• Some dogs get extremely anxious when having minor procedures. Anxiety medication or a stronger sedative may be indicated to avoid undue mental and physical stress. We will consult with you about this step. We will not use bodily force to accomplish these tasks as that produces major problems for dogs.

Bringing Your Cat To Our Hospital

Fear Free Cat TipsResearch has shown that every single step of the basic 7-step process of “going to the vet” can cause fear and behavioral issues for some cats. Our goal is to make sure your pet is both happy and healthy after coming to Intermountain Pet Hospital and Clinic. Please take a few minutes to help your pet make this visit the best ever!  You can also download your tips! 

Carriers

Fear free kitten
  • The optimal crate for cats is a top-removal model with two exits – one at the front and one on top.
  • Make sure you have comfortable bedding in the crate to make your cat feel safe and relaxed.
  • Keep your crate available at all times as part of your cat’s furniture, perhaps with the top off so they will use it as a bed at times.
  • Give treats & provide meals in the crate to make it more comfortable. You may have to start their feeding near the crate, and gradually work their way into the crate itself.
  • Take the door off so it does not encumber your kitty from accessing the crate – make this crate irresistible for your feline.
  • Here are some helpful video links for carriers and cats: Take the Scary out of Cat Carriers   Cats and Carriers: Friends not Foes
  • Remember cats need time to adjust to the unfamiliar. Stay calm, stay positive.
  • Cats do not learn from punishment or force. Give rewards to encourage positive behavior.

Prior To The Visit

  • Do not feed your cat a big meal before coming. If your cat is hungry they will be more apt to take our treats, which helps reduce stress.
  • If you kitty has food issues, bring their favorite treats for us to use, plus a favorite toy. Familiarity can be soothing.
  • If we are doing an annual exam or your pet has GI issues, bring a fresh stool sample. (equaling at least 1 teaspoon) in a baggie or collection container. We can provide one if needed.
  • If your cat has had previous anxiety or fear issues in going to the vet, contact our office a few days prior to your scheduled visit and inquire if anxiety medication would help your feline to be calm and relaxed.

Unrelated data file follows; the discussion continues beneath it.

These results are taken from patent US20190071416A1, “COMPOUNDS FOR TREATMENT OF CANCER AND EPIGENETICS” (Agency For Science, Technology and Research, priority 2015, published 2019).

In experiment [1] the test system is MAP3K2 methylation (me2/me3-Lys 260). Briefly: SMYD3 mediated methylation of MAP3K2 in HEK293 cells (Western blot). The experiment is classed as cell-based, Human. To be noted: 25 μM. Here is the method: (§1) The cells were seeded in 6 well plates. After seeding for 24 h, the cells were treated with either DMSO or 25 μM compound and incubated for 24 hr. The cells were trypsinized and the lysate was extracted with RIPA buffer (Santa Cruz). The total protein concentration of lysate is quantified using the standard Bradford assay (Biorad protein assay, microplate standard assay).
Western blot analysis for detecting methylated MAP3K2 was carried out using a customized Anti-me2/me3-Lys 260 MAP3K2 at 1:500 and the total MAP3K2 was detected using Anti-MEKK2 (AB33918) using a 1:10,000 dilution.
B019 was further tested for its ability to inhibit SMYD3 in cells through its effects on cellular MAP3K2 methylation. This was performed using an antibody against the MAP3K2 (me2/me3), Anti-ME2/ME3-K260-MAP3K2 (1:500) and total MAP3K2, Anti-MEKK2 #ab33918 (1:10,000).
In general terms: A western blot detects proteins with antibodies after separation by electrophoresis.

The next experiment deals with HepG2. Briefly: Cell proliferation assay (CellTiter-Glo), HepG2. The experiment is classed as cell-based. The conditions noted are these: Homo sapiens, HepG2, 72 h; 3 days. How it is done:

Going For A Ride

  • Distract the pet with calming music. We have Pet Acoustic Cubes that play music that have proven to be calming to cats. You can also select some soft, classical music during the drive that offers calming qualities. This will drown out road noise that can be nerve-racking to your pet.
  • Calming pheromone spray or wipes applied to the bedding will help your kitty handle the ride.
  • Try to have the cat-carrier sit level on the seat. Add a light towel draped over the sides of the crate to eliminate distractions and stress.
  • Use a seat belt to hold the crate in place so it does not slide around on corners or sudden stops.
  • It is good to condition your kitty by taking him/her for short rides, then giving treats so they are accustomed to the car and crate.

Carrying The Crate

  • Carry the crate with both hands, keeping it level (do not allow it to swing.)
  • When setting the crate down, do not use the floor. Rather, use counter tops or chairs instead. Cats like to be on perches.
  • Do not permit dogs that are in our reception area to come up and sniff the crate, as that is very scary for some cats.

Managing The Check-In, Weighing and Going Into The Exam Room

  • Our weigh-in scales for kitties are in the exam room and we will catch their weight as part of the exam.
  • Once in the exam room, let your cat roam and “own” the room. Use treats to calm them. We will also have calming music playing to help with their comfort.
  • We use pheromone diffusers in our exam rooms to help felines settle in. If your pet has a favorite toy bring it and let them play with it in the exam room.

The Exam

  • Most times a doctor and technician will enter the room together. The doctor will sit for a short period to permit your cat time to get to know him or her, and use treats to build a relationship.
  • We will collect history during this time. The technician will write up the information provided on the Pet Report Card and enter it into the computer for future reference.
  • We will perform the exam where the cat is most comfortable. This can be on the bench or on the exam table. The goal is to make this as easy for your pet as possible. For added comfort, our tables have a non-slip mat that is not cold to the touch.
  • If your cat gets too stressed, then a sedative or other anxiety medication, or even rescheduling the appointment is sometimes best. Repeated, negative experiences can cause undue stress and make the cat more reactive on the next visit. We want these to be fun and happy times.
  • When we have completed the exam, we will go over our findings with you. We will also use that time to reward your pet with treats or a toy so they have lasting, great memories.

X-Rays, Lab Sample Collection, Anal Sacs, Nail Trim and Other Minor Procedures

  • If you can teach your cat to roll over and allow their tummy to be scratched, that often helps us, not only with the exam, but also the collection of samples (or an x-ray or ultrasound if needed.)
  • We use a local anesthetic cream when collecting samples to make the process more “pain and fear free.”
  • The use of pheromone sprays can also help reduce stress during this portion of the examination.
  • Some cats get extremely anxious when having minor procedures. Anxiety medication or a stronger sedative may be indicated to avoid undue mental and physical stress. We will consult with you about this step. We will not use force to accomplish these tasks as that produces major problems for cats.

Fear Free Cat